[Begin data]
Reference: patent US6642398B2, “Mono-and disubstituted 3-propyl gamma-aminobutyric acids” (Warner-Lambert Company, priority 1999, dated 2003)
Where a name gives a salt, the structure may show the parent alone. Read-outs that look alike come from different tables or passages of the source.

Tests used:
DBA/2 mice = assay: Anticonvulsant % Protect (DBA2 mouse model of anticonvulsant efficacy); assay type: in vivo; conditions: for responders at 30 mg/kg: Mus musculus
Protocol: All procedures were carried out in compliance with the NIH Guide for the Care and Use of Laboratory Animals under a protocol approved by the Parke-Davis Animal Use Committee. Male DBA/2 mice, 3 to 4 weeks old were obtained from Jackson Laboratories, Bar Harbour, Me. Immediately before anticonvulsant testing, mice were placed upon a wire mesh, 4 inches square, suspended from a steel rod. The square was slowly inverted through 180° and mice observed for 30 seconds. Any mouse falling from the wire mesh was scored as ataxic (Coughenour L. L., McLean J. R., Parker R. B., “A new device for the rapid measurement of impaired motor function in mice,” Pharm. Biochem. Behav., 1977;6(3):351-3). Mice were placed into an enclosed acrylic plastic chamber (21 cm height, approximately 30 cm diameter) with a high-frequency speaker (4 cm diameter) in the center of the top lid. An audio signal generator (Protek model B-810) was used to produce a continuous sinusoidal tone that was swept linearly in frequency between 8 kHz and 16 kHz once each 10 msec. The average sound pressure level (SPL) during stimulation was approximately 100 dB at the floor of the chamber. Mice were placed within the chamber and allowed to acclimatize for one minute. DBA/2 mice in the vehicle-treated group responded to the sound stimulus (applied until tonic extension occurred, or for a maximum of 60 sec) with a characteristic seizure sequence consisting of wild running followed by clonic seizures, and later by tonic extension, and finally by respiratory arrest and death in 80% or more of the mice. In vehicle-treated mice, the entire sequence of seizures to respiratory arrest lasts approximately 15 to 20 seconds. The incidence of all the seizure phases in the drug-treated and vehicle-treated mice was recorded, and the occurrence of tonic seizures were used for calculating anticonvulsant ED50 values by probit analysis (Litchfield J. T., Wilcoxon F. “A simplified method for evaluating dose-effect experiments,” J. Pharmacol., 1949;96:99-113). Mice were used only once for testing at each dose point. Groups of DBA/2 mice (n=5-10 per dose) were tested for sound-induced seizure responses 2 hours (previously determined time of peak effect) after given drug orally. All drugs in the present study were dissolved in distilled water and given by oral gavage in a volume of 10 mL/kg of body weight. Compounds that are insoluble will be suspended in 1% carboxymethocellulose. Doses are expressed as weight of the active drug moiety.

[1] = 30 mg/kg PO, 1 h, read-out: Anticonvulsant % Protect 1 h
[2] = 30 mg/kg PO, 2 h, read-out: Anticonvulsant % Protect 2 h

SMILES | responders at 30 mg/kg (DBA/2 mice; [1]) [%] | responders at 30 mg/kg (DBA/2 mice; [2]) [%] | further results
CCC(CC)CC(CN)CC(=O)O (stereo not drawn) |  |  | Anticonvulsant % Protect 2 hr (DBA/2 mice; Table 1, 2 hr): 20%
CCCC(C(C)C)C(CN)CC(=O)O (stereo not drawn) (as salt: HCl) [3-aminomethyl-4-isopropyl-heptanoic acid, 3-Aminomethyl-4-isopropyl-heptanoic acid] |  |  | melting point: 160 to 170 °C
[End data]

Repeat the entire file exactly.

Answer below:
Reference: patent US6642398B2, “Mono-and disubstituted 3-propyl gamma-aminobutyric acids” (Warner-Lambert Company, priority 1999, dated 2003)
Where a name gives a salt, the structure may show the parent alone. Read-outs that look alike come from different tables or passages of the source.

Tests used:
DBA/2 mice = assay: Anticonvulsant % Protect (DBA2 mouse model of anticonvulsant efficacy); assay type: in vivo; conditions: for responders at 30 mg/kg: Mus musculus
Protocol: All procedures were carried out in compliance with the NIH Guide for the Care and Use of Laboratory Animals under a protocol approved by the Parke-Davis Animal Use Committee. Male DBA/2 mice, 3 to 4 weeks old were obtained from Jackson Laboratories, Bar Harbour, Me. Immediately before anticonvulsant testing, mice were placed upon a wire mesh, 4 inches square, suspended from a steel rod. The square was slowly inverted through 180° and mice observed for 30 seconds. Any mouse falling from the wire mesh was scored as ataxic (Coughenour L. L., McLean J. R., Parker R. B., “A new device for the rapid measurement of impaired motor function in mice,” Pharm. Biochem. Behav., 1977;6(3):351-3). Mice were placed into an enclosed acrylic plastic chamber (21 cm height, approximately 30 cm diameter) with a high-frequency speaker (4 cm diameter) in the center of the top lid. An audio signal generator (Protek model B-810) was used to produce a continuous sinusoidal tone that was swept linearly in frequency between 8 kHz and 16 kHz once each 10 msec. The average sound pressure level (SPL) during stimulation was approximately 100 dB at the floor of the chamber. Mice were placed within the chamber and allowed to acclimatize for one minute. DBA/2 mice in the vehicle-treated group responded to the sound stimulus (applied until tonic extension occurred, or for a maximum of 60 sec) with a characteristic seizure sequence consisting of wild running followed by clonic seizures, and later by tonic extension, and finally by respiratory arrest and death in 80% or more of the mice. In vehicle-treated mice, the entire sequence of seizures to respiratory arrest lasts approximately 15 to 20 seconds. The incidence of all the seizure phases in the drug-treated and vehicle-treated mice was recorded, and the occurrence of tonic seizures were used for calculating anticonvulsant ED50 values by probit analysis (Litchfield J. T., Wilcoxon F. “A simplified method for evaluating dose-effect experiments,” J. Pharmacol., 1949;96:99-113). Mice were used only once for testing at each dose point. Groups of DBA/2 mice (n=5-10 per dose) were tested for sound-induced seizure responses 2 hours (previously determined time of peak effect) after given drug orally. All drugs in the present study were dissolved in distilled water and given by oral gavage in a volume of 10 mL/kg of body weight. Compounds that are insoluble will be suspended in 1% carboxymethocellulose. Doses are expressed as weight of the active drug moiety.

[1] = 30 mg/kg PO, 1 h, read-out: Anticonvulsant % Protect 1 h
[2] = 30 mg/kg PO, 2 h, read-out: Anticonvulsant % Protect 2 h

SMILES | responders at 30 mg/kg (DBA/2 mice; [1]) [%] | responders at 30 mg/kg (DBA/2 mice; [2]) [%] | further results
CCC(CC)CC(CN)CC(=O)O (stereo not drawn) |  |  | Anticonvulsant % Protect 2 hr (DBA/2 mice; Table 1, 2 hr): 20%
CCCC(C(C)C)C(CN)CC(=O)O (stereo not drawn) (as salt: HCl) [3-aminomethyl-4-isopropyl-heptanoic acid, 3-Aminomethyl-4-isopropyl-heptanoic acid] |  |  | melting point: 160 to 170 °C